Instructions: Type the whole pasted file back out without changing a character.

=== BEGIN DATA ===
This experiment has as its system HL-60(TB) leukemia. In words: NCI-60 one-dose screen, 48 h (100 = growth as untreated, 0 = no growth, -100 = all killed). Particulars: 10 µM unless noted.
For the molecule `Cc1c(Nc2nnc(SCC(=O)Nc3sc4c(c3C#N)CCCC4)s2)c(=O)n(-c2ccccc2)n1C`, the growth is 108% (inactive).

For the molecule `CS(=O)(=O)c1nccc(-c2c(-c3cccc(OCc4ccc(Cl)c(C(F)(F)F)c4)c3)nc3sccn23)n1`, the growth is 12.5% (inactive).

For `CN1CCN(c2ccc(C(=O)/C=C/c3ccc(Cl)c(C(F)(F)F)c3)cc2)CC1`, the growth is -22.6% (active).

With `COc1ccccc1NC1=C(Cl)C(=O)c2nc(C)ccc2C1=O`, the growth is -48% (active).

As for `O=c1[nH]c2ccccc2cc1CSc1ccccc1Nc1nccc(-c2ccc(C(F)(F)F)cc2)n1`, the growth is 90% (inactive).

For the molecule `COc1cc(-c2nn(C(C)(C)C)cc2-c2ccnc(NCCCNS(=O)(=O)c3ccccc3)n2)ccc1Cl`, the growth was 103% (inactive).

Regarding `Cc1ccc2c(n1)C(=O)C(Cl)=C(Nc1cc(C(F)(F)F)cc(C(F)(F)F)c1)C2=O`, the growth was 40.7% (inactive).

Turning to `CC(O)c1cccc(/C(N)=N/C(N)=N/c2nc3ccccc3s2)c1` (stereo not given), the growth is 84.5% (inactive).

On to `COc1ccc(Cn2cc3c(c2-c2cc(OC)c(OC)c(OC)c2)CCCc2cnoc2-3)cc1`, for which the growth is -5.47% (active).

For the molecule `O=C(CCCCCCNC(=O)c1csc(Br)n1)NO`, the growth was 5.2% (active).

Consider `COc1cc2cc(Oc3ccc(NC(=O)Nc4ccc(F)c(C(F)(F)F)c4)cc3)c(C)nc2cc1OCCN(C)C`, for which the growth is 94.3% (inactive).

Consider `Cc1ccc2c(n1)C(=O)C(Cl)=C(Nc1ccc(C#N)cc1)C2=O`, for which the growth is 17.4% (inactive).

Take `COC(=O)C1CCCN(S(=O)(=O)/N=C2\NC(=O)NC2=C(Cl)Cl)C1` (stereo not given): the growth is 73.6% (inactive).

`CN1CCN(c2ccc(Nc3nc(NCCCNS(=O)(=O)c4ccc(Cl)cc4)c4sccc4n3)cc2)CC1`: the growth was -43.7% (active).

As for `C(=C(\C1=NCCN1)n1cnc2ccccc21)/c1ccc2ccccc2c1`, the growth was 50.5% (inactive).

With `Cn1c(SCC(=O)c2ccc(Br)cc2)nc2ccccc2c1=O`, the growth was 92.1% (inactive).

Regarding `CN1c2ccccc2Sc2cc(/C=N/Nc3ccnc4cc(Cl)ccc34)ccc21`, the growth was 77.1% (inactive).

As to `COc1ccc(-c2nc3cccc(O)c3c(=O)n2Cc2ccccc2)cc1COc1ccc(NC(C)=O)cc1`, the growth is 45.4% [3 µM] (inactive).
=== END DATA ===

This experiment has as its system HL-60(TB) leukemia. In words: NCI-60 one-dose screen, 48 h (100 = growth as untreated, 0 = no growth, -100 = all killed). Particulars: 10 µM unless noted.
For the molecule `Cc1c(Nc2nnc(SCC(=O)Nc3sc4c(c3C#N)CCCC4)s2)c(=O)n(-c2ccccc2)n1C`, the growth is 108% (inactive).

For the molecule `CS(=O)(=O)c1nccc(-c2c(-c3cccc(OCc4ccc(Cl)c(C(F)(F)F)c4)c3)nc3sccn23)n1`, the growth is 12.5% (inactive).

For `CN1CCN(c2ccc(C(=O)/C=C/c3ccc(Cl)c(C(F)(F)F)c3)cc2)CC1`, the growth is -22.6% (active).

With `COc1ccccc1NC1=C(Cl)C(=O)c2nc(C)ccc2C1=O`, the growth is -48% (active).

As for `O=c1[nH]c2ccccc2cc1CSc1ccccc1Nc1nccc(-c2ccc(C(F)(F)F)cc2)n1`, the growth is 90% (inactive).

For the molecule `COc1cc(-c2nn(C(C)(C)C)cc2-c2ccnc(NCCCNS(=O)(=O)c3ccccc3)n2)ccc1Cl`, the growth was 103% (inactive).

Regarding `Cc1ccc2c(n1)C(=O)C(Cl)=C(Nc1cc(C(F)(F)F)cc(C(F)(F)F)c1)C2=O`, the growth was 40.7% (inactive).

Turning to `CC(O)c1cccc(/C(N)=N/C(N)=N/c2nc3ccccc3s2)c1` (stereo not given), the growth is 84.5% (inactive).

On to `COc1ccc(Cn2cc3c(c2-c2cc(OC)c(OC)c(OC)c2)CCCc2cnoc2-3)cc1`, for which the growth is -5.47% (active).

For the molecule `O=C(CCCCCCNC(=O)c1csc(Br)n1)NO`, the growth was 5.2% (active).

Consider `COc1cc2cc(Oc3ccc(NC(=O)Nc4ccc(F)c(C(F)(F)F)c4)cc3)c(C)nc2cc1OCCN(C)C`, for which the growth is 94.3% (inactive).

Consider `Cc1ccc2c(n1)C(=O)C(Cl)=C(Nc1ccc(C#N)cc1)C2=O`, for which the growth is 17.4% (inactive).

Take `COC(=O)C1CCCN(S(=O)(=O)/N=C2\NC(=O)NC2=C(Cl)Cl)C1` (stereo not given): the growth is 73.6% (inactive).

`CN1CCN(c2ccc(Nc3nc(NCCCNS(=O)(=O)c4ccc(Cl)cc4)c4sccc4n3)cc2)CC1`: the growth was -43.7% (active).

As for `C(=C(\C1=NCCN1)n1cnc2ccccc21)/c1ccc2ccccc2c1`, the growth was 50.5% (inactive).

With `Cn1c(SCC(=O)c2ccc(Br)cc2)nc2ccccc2c1=O`, the growth was 92.1% (inactive).

Regarding `CN1c2ccccc2Sc2cc(/C=N/Nc3ccnc4cc(Cl)ccc34)ccc21`, the growth was 77.1% (inactive).

As to `COc1ccc(-c2nc3cccc(O)c3c(=O)n2Cc2ccccc2)cc1COc1ccc(NC(C)=O)cc1`, the growth is 45.4% [3 µM] (inactive).